Essential Camera Settings for Video - Frame Rates, Shutter Speed, Aperture + ISO | Tomas George | Skillshare
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Essential Camera Settings for Video - Frame Rates, Shutter Speed, Aperture + ISO

teacher avatar Tomas George, Music + Audio Production Instructor

Watch this class and thousands more

Get unlimited access to every class
Taught by industry leaders & working professionals
Topics include illustration, design, photography, and more

Watch this class and thousands more

Get unlimited access to every class
Taught by industry leaders & working professionals
Topics include illustration, design, photography, and more

Lessons in This Class

    • 1.

      Welcome to this Class

      0:33

    • 2.

      What are Frame Rates

      7:32

    • 3.

      What is Shutter Speed for Video

      6:18

    • 4.

      What is Aperture

      4:15

    • 5.

      What is ISO

      6:15

    • 6.

      Thanks and Bye + Class Project

      0:36

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About This Class

In this class, you'll learn Essential Camera Settings for Video

You'll learn the essential techniques of recording videos on your digital camera

In this class you'll learn all about:

  • Frame Rates
  • Shutter Speed for Video
  • Aperture 
  • And ISO

So by the end of this class, you'll understand the Essentials of Digital Camera Setting for Video

Meet Your Teacher

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Tomas George

Music + Audio Production Instructor

Teacher

Hi, Tomas here. I'm a UK Music Producer, Audio Engineer, and Composer. I've been producing and writing music for over fifteen years.

I have an MMus Masters Degree in Music Production and a BA(Hons) in Music Composition.

I really enjoy creating and editing all types of music, but I especially love teaching it online.

See full profile

Level: All Levels

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Transcripts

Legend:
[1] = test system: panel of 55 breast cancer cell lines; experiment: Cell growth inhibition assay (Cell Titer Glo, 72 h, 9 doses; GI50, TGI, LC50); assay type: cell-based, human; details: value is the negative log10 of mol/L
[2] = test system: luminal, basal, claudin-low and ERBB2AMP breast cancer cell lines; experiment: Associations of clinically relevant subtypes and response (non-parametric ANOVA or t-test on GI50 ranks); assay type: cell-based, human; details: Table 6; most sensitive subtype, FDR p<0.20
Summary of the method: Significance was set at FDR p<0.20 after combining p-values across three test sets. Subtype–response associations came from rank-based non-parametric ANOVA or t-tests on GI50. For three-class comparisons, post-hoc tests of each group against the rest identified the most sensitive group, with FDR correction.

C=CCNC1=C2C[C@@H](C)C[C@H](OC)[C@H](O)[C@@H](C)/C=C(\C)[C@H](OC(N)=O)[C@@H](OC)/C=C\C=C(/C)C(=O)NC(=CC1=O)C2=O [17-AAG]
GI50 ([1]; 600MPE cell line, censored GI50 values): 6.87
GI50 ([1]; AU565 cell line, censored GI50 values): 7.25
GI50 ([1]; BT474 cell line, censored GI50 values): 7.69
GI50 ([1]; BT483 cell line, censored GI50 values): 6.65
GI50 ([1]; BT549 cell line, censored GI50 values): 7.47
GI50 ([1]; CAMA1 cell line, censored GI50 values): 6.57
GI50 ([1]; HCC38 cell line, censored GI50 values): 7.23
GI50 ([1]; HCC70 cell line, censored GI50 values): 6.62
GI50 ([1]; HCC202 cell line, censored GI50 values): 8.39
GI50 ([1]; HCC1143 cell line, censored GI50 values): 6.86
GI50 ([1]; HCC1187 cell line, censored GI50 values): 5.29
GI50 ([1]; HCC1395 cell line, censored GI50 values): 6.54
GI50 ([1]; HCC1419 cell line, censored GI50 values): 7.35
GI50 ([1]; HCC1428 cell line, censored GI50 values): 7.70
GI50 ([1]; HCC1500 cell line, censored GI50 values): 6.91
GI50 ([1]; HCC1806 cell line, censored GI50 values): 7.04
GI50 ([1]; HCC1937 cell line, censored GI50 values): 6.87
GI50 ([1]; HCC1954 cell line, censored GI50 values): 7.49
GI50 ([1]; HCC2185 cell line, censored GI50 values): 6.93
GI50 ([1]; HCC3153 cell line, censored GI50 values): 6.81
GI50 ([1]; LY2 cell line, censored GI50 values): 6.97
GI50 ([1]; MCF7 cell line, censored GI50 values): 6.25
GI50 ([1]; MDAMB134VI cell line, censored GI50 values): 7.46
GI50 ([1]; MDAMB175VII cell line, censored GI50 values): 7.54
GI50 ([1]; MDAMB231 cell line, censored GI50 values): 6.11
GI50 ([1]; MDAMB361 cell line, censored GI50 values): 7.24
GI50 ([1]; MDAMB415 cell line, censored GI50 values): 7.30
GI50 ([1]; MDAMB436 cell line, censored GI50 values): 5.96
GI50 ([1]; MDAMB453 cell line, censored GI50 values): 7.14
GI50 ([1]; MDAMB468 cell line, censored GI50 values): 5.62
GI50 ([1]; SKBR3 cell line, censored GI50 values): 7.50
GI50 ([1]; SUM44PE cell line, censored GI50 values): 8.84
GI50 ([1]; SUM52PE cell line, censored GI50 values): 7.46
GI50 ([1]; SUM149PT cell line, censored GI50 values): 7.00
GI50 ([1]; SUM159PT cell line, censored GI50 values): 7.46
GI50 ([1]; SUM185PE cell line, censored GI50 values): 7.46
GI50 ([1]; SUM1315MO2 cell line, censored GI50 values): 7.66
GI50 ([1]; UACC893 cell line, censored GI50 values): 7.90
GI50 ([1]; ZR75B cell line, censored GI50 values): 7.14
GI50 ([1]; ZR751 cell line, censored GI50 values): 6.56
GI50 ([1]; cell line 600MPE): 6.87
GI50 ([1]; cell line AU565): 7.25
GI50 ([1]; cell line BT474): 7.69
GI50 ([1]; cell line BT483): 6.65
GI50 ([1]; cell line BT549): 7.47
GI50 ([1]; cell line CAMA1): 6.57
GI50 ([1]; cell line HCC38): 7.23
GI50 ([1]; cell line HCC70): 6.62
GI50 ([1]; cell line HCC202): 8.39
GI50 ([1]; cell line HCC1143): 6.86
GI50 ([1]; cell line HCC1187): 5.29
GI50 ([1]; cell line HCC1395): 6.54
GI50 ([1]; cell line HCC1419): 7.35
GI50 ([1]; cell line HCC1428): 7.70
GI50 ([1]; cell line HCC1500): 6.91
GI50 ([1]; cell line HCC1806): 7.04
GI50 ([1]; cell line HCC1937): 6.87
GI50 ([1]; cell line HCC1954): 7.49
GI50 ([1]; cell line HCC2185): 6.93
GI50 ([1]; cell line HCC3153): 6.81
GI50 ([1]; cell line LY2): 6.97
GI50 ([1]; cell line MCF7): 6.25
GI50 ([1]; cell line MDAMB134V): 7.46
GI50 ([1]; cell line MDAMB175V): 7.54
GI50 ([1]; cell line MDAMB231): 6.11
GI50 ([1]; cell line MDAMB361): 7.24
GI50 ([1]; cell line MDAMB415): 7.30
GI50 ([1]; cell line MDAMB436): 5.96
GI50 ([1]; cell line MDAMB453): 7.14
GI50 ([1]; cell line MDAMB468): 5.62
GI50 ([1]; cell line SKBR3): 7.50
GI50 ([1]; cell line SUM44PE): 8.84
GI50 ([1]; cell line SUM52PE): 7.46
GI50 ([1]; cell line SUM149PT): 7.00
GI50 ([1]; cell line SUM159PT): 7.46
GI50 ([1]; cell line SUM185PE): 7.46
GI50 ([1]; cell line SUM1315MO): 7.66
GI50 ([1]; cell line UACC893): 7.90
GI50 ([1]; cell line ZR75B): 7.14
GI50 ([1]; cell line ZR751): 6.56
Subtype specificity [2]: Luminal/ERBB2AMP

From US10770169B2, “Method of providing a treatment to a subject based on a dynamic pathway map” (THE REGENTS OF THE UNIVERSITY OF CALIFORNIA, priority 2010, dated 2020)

1. Welcome to this Class: Hi there. Welcome to this camera settings class. So in this class you'll learn the tools and techniques so you can make the most out of your digital camera. So this class is for any video makers who want to learn the essentials for setting up their camera. So this class is just under 30 minutes long and teaches you the essentials for setting Got be a camera for video. So in this class, I'm going to teach you all about frame rates, shutter speed for video aperture on I s O. So by the end of this class, you understand the essentials off setting up your camera to help you make great looking videos. 2. What are Frame Rates: hi there, and welcome to this video will be going to be talking about frame rates. So to understand frame rates, we need to first understand what video is. So video is a Siri's off images or frames playback one after another that creates motion. So it's kind of like one of those old flip books that you see when you have a collection of images you flicked through them and that creates motion. So the amount of images or frames we have per second is actually our frame rates. So if you recording at 24 frames per second, that means you have 24 still images per second. So when we recording video would normally have a selection of different frame rates, we could choose. This could be 24 frames per 2nd 25 30 60 120 or 240. Normally four cinematic movies. It will be at 24 frames per second. But for TV and the news, this will normally be at 30 frames per second. Just to make things a bit more complex also depends on what region you're in. We have NTSC region and also Powell region. So if you're in the NTSC region, you'll be recording in 24 frames per second, well actually 23.976 frames per second. And if he in the pile region, you'll be recording video at 25 frames per second. This can be a little confusing, but make sure you check to see what region it in to see if you're in the NTSC region or the Pal region. So North America and Japan is in the NTSC region on Europe. Selfish Asia and parts of Africa is in the Powell region. So the reason we have NTSC and Pal is all to do with lighting Sophie. In the NTSC region, you will have your lights at 60 hertz, and if he in the power region, you will have your lights at 50 hertz. So if you're filming with the wrong format, for example, NTSC in the power region, you may get some flickering lights. This went normally happen with led lights but can happen with non video lights so I don't get too technical. But really, this is all stew of maths because the power region is at 25 frames per second and the lighting as at 50 Hertz on the NTSC. The lighting is at 60 hertz, and then the frame rates is 24 or 30 and 30 obviously goes into 60 on. Basically, if a film of the correct format, you shouldn't really get any flickering lights. So if you are traveling or filming in the wrong format, I do recommend seeing if you're in the NTSC or PAL region, then sticking to the recommended frame rates for them. OK, so we talked about the different frame rates before. On one rule is if I'm going to be filming audio or dialogue, I will be filming in 24 or 25 frames per second. So remember 24 4 NTSC region on 25 4 Power Region. However, if I'm filming anything that doesn't have dialogue, for example, B roll footage that there may use ah, higher frame rate this way, I can slowly start in post and create some interesting slow motion. So the more frames per second you have, the more you can slow the footage down. However, you still want your FBS or frames per second to match your project frames per second. This is also known as your base FBS So you might be thinking, Why don't you just film everything in the high frames per second? Then you have the option to slow it down or not. Well, there's a few reasons that you shouldn't really do that in the 1st 1 is to do of maths, so you want to be able to divide your frame rate by your project frame rate. We may get some skipping issues. So, for example, if your film at 30 frames per second at 24 frames per second timeline, this just won't add up. You have 1.25 frames recorded for every frame shown. So this means in your footage you're going to skip a frame every second or two, and it just won't look natural. But if you do want to play back at 30 frames per second footage in a 24 frames per second timeline, you can slow the footage down. So I only film in a high frame rate if I'm actually going to plan to slow this down. So you have to be very intentionally of frame rate. Think about when you're filming. Are you going to slow this down in post? And if not. I recommend keeping it at 24 frames per second. Like I said, and the thing with talking anything with dialogue, I will record this at 24 frames per second. Also, you want to have you a shorter speed twice that of your frame rates. And if you're shooting in a higher frame rate and you're not slowing it down, you're not going to have any of that natural motion blur. So if you're going to be shooting at 24 frames per second, I recommend having your show to speed at 1 48 of a second or 1/50 of a second. And if you're shooting in 25 frames per second for Power Region, recommend having your should speed at 1/50 of a second. Also, if I'm going to film something that doesn't have talking normally, film this at 30 frames per second and then slow it down to 24 frames per second, it just makes it look a bit more dreamy. Also, doing this will get rid of a lot of bumps and shakes. I'm sure you've seen this 1000 times before. It just makes the footage a bit smoother and like I said, a bit more dreamy. You can slow your footage down even more if you film in a higher FBS. So could film, for example, at 60 frames per second, or even 120 or 240 frames per second. If you want some super slow motion, however, your base frame rate is normally where your camera will record as highest quality. For example, I'm filming in 25 frames per second right now in four K. However, if I wanted to record in a high FPs sickness camera, I couldn't record in four K. So depending on what camera have, sometimes if you use a higher frames per second, you will have a lower resolution. Also, remember, if you're gonna be filming at a higher frames per second and someone's going to talking and you plan to slow it down, then the voice will get slow as well and will not sound natural at all. Okay, so now let's have a look at some examples that are filmed at higher frame rates, which have then slowed down in post. So, for example, I have this skipping footage here, which was filmed at 100 frames per second and have slowed it down to the base frame rates or the project frame rates at 25 frames per second. Because I'm in a power region and I shot this with the power format, the base frame wrote is 25 frames per second. However, if you're in on NTSC region, you may want to choose the base frame rate off 24 frames per second, okay and have also film this clip off me running at 25 frames per second. And if I slow this down to 25% you can see it isn't very smooth at all. I've also filmed it again at 100 frames per second on a slow this down to 25%. You can see a lot more of the individual frames. So if you do want to slow down any fast motion, I do recommend filming in the high frame rate than slowing it down in post rather than filming at the base frame rate, then slowing it down because your footage will jump a bit like this. So using a high frame rate and slowing this down, it could be great for fast motion for example, like me hit in this ball with this. But you can also slow the footage down to make the shot look a bit more cinematic or to get rid of any bumps or shakes. For example, here I film this clip at 50 frames per second, and I've just slowed it down 50%. That gets rid of a lot of the bumps and shakes and makes the footage look a bit more dreamy and cinematic. So here are a few more clips that, filmed at 100 frames per second on have slowed it down to 25% off the original clip length . So remember, if you do want to use any slow motion videos, don't fill in the footage at your base frame rate. Film the footage at higher frame rate and then slow it down and post. Okay, so that is an overview. Are frames per second. It can be quite complex. First, I recommend finding out if you're in NTSC or Power Region and then filming at your base frame rate if you're going to be talking. So if you in the NTSC region film at 24 frames per second on, if you in the power region. Film. 25 frames per second. If there's going to be talking, then if you're going to film anything else, for example, B roll. You can always use a higher frames per second if you want to slow this down in post but plan before you record. Think about what frame rate you want to record it. And if you're going to slow it down and post that you can create some really creative, interesting shots were frame rates. So thanks for watching this video and I'll see you in the next one. 3. What is Shutter Speed for Video: should to speed. So in this video and the next few videos, we're going to be talking about getting optimal settings for filming video on either your dear Salon or Mirror list camera. So the first thing I recommend is using manual mode on your camera, not using auto and not using shorter priority or aperture priority. So, really, to fill the best possible video, you will have to use manual mode and get away from these auto settings. Okay, so let's talk about shutter speed when we talk about shutter speed. We're talking about the electronic shutter on your camera that opens and closes the let in light on your show to speed is how long that electronic shutter is open for, and this is measured in fractions of a second, so 1/50 or 60th of a second. Also, the lower the shutter speed, the more light you're letting into each frame On the brighter, the image will be so when you lower your shutter speed. This means the electronic shutter would be open for longer, and this allows your camera to not only let in more light for each frame, but also introduces mawr motion blur so If you have a really slow shutter speed, let's say 1/20 of a second and you're filming at 25 frames per second. You'll have a lot of motion blur whenever there's any movement in your video. However, if you have a much higher shutter speed, things will look a lot darker and there'll be a lot less motion blur. So if you're should to speed, it's too low. Things will look really slow and choppy, and if you show to speed is too fast, things will that really crisp and two and natural. So for a video to look natural, we want to make sure there is some motion blur. So, for example, if you wave your hand in front of our face, you can see that it's and blow when we move it. So where we used shutter speed, that's double a frame rate number. This will give us a motion blessed similar to our eyes will see in real life. Just remember, though that should speak for video is different. To show to speed for photography in photography, you can adjust your show to speed to help properly exposure image. However, when filming video generally, you want tohave, you're sure to speed number double that of your frames per second number. So if you're filming a video at 25 frames per second, you want to have your show to speed at 1/50 of a second to give you a nice blend of sharpness and motion blur. However, if you're in an NTSC region such as North America and you're filming at 24 frames per second, I recommend setting your show to speed at 1/50 of a second. Also, of course, Double 24 is 48. However, most cameras won't allow you to choose 1 48 of a second on 1/50 will still be fine. Also, it comes down to your stylistic choices on what kind of video do you want to make? However, if you want your video to look natural, like I said, I recommend having your shutter speed number twice that off your friends per second number . Okay, so once we've set a shutter speed, we don't really want to change this unless we're going to be changing frames per second. Okay, one. Well, I just want to quickly mention is to never have you a shutter speed lower than your frame rate. For example, if you're shooting at 25 frames per second and never recommend having your shutter speed lower than 1 25th of a second, because if you do that, you will essentially broke up your footage on introduce a lot of strange motion blur that you won't be able to fix in post. Also, if you're filming at our higher frames per second, such as 100 frames per second, he still wants a have. You are short of speed, double that number. So for this example, what you'd want to have a show to speed at 1 200 of a second on that will retain a natural amount of motion blur on will still give you that movie like quality. One thing to know if you're shooting outside at, say, 100 frames per second than 1 2/100 of a second for your show to speak could still be too bright so you could increase your shutter speed number even higher toe let in less light to help properly expose your image, because at these fast shutter speeds there is little motion blood anyway, so won't really making video look any different. Alternatively, you could look at using a variable nd filter, which is kind of like sunglasses for your camera. We're going to be looking at Indy filters in much more detail later on. Okay, so let's have a quick look at an example. So there's two cameras here for Camera one. I will be changing the shutter speed on for camera to the shutter. Speed will be fixed so you can still see that the fidget spinner is spinning. I'm also using this on shutter priority mode on. I've put the air so on auto, so this basically means when I just the shutter speed, it will automatically adjust. The aperture and I are so settings on the camera, and we'll try to properly expose the image even when I quickly change the shutter speed. Or the image will just get much brighter or much darker. But in camera to this is all in manual mode. Also, when you're filming a video, you won't be changing your shutter speed like this. I just want to change his shirt to speed for this example, so you can visually see the difference between slow and fast shutter speed. Okay, So I'm filming this clip at 25 frames per second on when I spend this fidget spinner, I'm going to start off with a shutter speed at 1/50 of a second, which is the same show to speed setting as camera, too. So this has some natural looking motion blur, similar to what it looks like with my eyes. But when I increase the shutter speed, it looks like the fidget spinner is actually slowing down. But it's not. So let's compare this to Camera two, which has, like, a said, a short to speed of 1/50 of a second so you can see on camera one. There's a lot less motion blur, but when we decrease the shutter speed, you can see there's a lot more motion blur, and it looks like it's going a lot faster than on the higher shutter speed. But that's not if we compare it to Camera two, so slower shutter speeds will give us more motion. Blur on higher shutter speeds will give us much less motion blur. However, we still want to have some natural motion blur, which is why we have a show to speed double that our FBS number, which gives us the most natural motion blur. So for this example, because we're filming in 25 frames per second, most natural motion blur will be assured to speed our 1/50 of a second. Also, remember, if you're going to be filming slow motion and you're going to be recording with a higher frames per second, you will want to double that number as well. For you should to speed, to get the most natural looking motion blur and also to get that cinematic video look. Okay, So now let's have a look at another example to the frame right here is at 25 the shutter speed is at 1/50 of a second. As you can see, this footage looks quite natural. But if we speed this up, you can see there's much less motion blur, and it just looks quite unnatural. Now let's slow the shutter speed down and you can see there's were way too much motion blur . If you slow it down even more, you can see it looks really unnatural. So let's put it back up to 1/50 and here it looks natural again. Okay, so that is an overview off shutter speed. Just remember to put your camera in manual mode, and generally you will want to have your shutter speed number. Double that if your friends per second number. So thanks for watching. And I'll see you in the next one. 4. What is Aperture: aperture Aperture plays an important part for photography and videography, So aperture allows us to control the amount of light that enters that camera on also allows us to control the debt for field for our shot. So aperture is basically the whole in a lens, and this is where light travels into the camera and then into the sensor off the camera. So aperture basically effects How much light hits the sensor off the camera. So to help us understand aperture, we must first think about the human eye. So cameras are really designed like human eye on in the I. We have the iris, and this controls the size of the people by shrinking and expanding on, aperture is essentially the pupil on the larger the people, the more light that falls onto the retina. So the larger the aperture of the lens, the more like that enters the camera. And in photography and videography, aperture is measured in F stops on F stops describe how open or closed the aperture is so the smaller the F stop number, the wider the aperture is on. The larger the F stop number, the smaller the aperture is so for example, F 2.8 will have a large aperture than F 11 as well as controlling the amount of light passing for your lands and into your camera. The appetite also affects the depth of field for your image. On the depth of field is the area of your image that's in focus so you may hear narrow debt for field, which means a small area of your image isn't focus. You may also hear wide debt for field, which means a large area of your images and focus. So a large aperture or a small F stop number such as F one point for have a small area of the image and focus, and we'll have the foreground and background out of focus, So this could be used for for isolating the subject or to get that call blurry background effect. They often see a lot of videos, and a small aperture or ah, high F stop number will have more of the image and focus noel lenses, though what opened as wide as F 1.4 and all lenses do have a limit. Also, it's normally the more expensive lenses that open up to a wider aperture such as after 1.4 , and the more budget lenders normally start around F 5.6. So something like an F 1.4 could be used for an artistic effect or the blur at the background. Or you could decrease the aperture to say F 22 to get more of the background of focus. So if you want to shoot a landscape and you want to get more of the image and focus so, for example, the subject on a mountain range behind them, you could use a small aperture or a larger F stop number such as F 22 to get a wider depth of field. OK, so now let's have a look at an example. So him shooting with the ice Oh, in auto just so can quickly change the aperture without the image getting to over or under exposed. And also the shutter speed is at 1/50 because I'm shooting at 25 frames per second. Remember, we want to have the shutter speed double that number off their frames per second number. Also, right now, the F stop number is at F 5.6, and you can see some of the background in the distance. It's not completely and focus, but you can still see it's there. So let's now increase the aperture two F 2.8, which is the widest. It will go on this lens, and as you can see, it really blows at the background and isolates the subject. So even though this lens doesn't go to F 1.4 or F 1.8, we still get a really blurry background because the subject is so far away from the background. So let's now decrease the aperture to a much smaller aperture. Let's choose F 22 and now you can see a lot more of the background of focus. So if you're going to be near the background, then it may be difficult to get that blurry background effect even if you open up the aperture white. So if you want that blurry background effect, I recommend having the subject far away from the background. So if you're going to be shooting indoors and in a small room and you want that blurry background effect, I recommend using a lens opens up even wider than this. Maybe F 1.4 or F 1.8. However, if you're outside or someone like this where the subject is so far away from the background , you can blur the background out with an aperture like this, which is that F 2.8 aperture also effects over settings on the camera such as eso. So using a large aperture will let in more light. With this, you may not need to have such a high I s o number. We'll look at I s o or I. So next and generally you want to have a low iron, so number Okay, so that's aperture allows you to affect how much light hits a sense of your camera and also the depth of field for your image. Thanks for watching. 5. What is ISO: Iso or ISO. So we've looked at shutter speed and aperture, and they control the amount of light physically hitting the sensor of the camera. And ISO controls the amount of light the camera needs to properly expose that image. So before digital cameras, you would have film and the film would have numbers on the box, such as one hundred and two hundred and four hundred. So these ISO numbers still apply to the digital world, but now there's a lot more numbers available to you. So back then the ISO was the film that's sensitive to light. And now with digital cameras, is the sensor on the camera that's sensitive to light. Most digital cameras will have a base level ISO of 100 or 200. Ideally, we want our ISO to be to get the best possible image. So at 100, this is a low ISO and has a low sensitivity to light. Depending on the conditions though we can't always use the base level ISO or the image or video, maybe underexposed or too dark. So I recommend first adjusting your aperture to try and properly exposure image. However, if your image is still under exposed than they're recommend increasing your ISO. So when you increase your ISO, you're basically adding digital light to your image. So using a higher ISO can be useful if you're recording in a dark room or if you recording at night. Also increasing our ISO does have some side effects. And the main one is digital noise. And digital noise is something you introduce when your ISO number is too high. And the higher the ISO number, the more digital noise you have image or video. Higher ISO values will also decrease the accuracy and the dynamic range of your colors. So you really need to experiment with your camera and see how high you can push it ISO of damaging the quality of your image. Also, some modern mirrorless cameras allow you to increase your ISO number much higher with only a small amount of noise, especially compared to say, a phone camera. And that's because of the sensor size. The sensor on the phone camera is much smaller than a sensor on a DSLR mirrorless camera. So basically a larger sensor can handle higher ISOs better than the smallest sensor can. So generally speaking, the bigger the sensor, the larger your ISO can go of other images looking too noisy. And the other thing to mention, when doubling that ISO from 100 to 200, the camera needs half the amount of light for the same exposure. And this brings me on to stops. So you notice a pattern here, 200, it is double one hundred, four hundred is doubled to a hundred, eight hundred is double 400 and so on and so forth. Going from one of these numbers to the next one is called stops. And stops work indoors and harps, increasing one ISO stop will double the ISO number and will half the amount of light needed to expose our image. And if we go down and start from say, 200 to 100, this will half our ISO and we will need double the amount of light to properly expose our image. And stops also apply to shutter speed and aperture. Okay, so now let's have a look at a few different ISO examples. As I mentioned before, it generally you want to have your ISO as low as possible so that we have the least amount of noise and we can get the highest quality image or video possible. However, that's not always possible. And there are situations where we might have to increase our ISO. For example, higher ISOs may be needed for slow motion or higher frames per second footage. As you will need to increase the shutter speed when you increase the frames per second. And when you increase the shutter speed, your image will get darker and you may need to increase your ISO to properly expose your image if it's too dark. So this footage here, I've increased the frames per second to 100. And I've increased the shutter speed to 1 200th of a second. And now to properly expose the image, will have to increase the ISO. Also, if you're filming at night and you don't have any video lights with you. You may want to increase your ISO to properly exposure image as there just isn't enough light. Here, for example, you can see this image is underexposed. However, we can properly exposed the image by increasing our ISO. Also, if you're filming in a room that's dark or not properly lit. Here again, you may wish to increase your ISO. So here again, this image is just too dark. So let's increase the ISO to properly expose our image. However, if you're recording a talking head video like this, I recommend using some video lights or at least sitting opposite a window so you have enough light, so you don't have to increase your ISO number two high. However, if you're recording and locations where you can't control the light, increasing your ISO can help you properly exposure image. So here we are in a well-lit room, and this image is properly exposed. The aperture is at the highest. It can go through this lens, which is F 2.8, and the shutter speed is at 150th of a second, which is double our frame rates because I'm recording at 25 frames per second. Ok, so the ISO is at 200. But if I turn off the video lights, you can see the image isn't properly exposed anymore and we need more light. So let's increase our ISO. And now you can see the image is properly exposed. Really in situations like this, you just want to turn off the video lights and decrease ISO. But now let's have a look at an example outside while we can't control the light. Okay, so outside again, and this time it's a lot brighter. Even at the ISO at 100, the image is still overexposed. In situations like this, we would either lower the aperture to properly expose the image or use an ND filter. So if you don't want to lose that shallow depth of field by decreasing the aperture, you will want to use an ND filter. And this is basically like sunglasses for your camera to help you properly exposure image. I also recommend using a variable ND filter, which means you can select how dark you want the ND filter to be. And this can be really useful for recording video upside as every situation can be different. Ok, let's have a look at another example. So here we are outside again. And for this shot, I want to have a wide debt fulfilled because I want the viewer to be able to see the trees as well as the subject. So if this we want to decrease the aperture, but this will make our image darker. So we will need to increase the ISO to properly expose our image. Okay, so that's ISO or ISO. Remember, ideally you want to be shooting at your base level ISO, but there are situations where you may wish to increase your ISA. Remember, that may add some digital noise. Also remember the larger the sensor, the better it can handle higher ISO values, which is why investing in a good camera with a large sensor can really help you if want to film in low light situations. So thanks for watching and I'll see you in the next one. 6. Thanks and Bye + Class Project: Thank you so much for watching this glass. Hope. Now you're a lot more confident that setting up your digital camera for recording videos. So for your class project, I want you to actually set up your camera for video, using the correct frame rate and shutter speed. I then want you to properly exposure image with aperture. And I are so after this, I want you to take a photo of your camera settings, maybe with your phone or another camera, and then post this photo as a class project and then write a short sentence to tell me exactly how and why you set up your camera for recording video the way that you did. So thanks again for watching this glass. I hope you found it useful and I'll talk to you soon.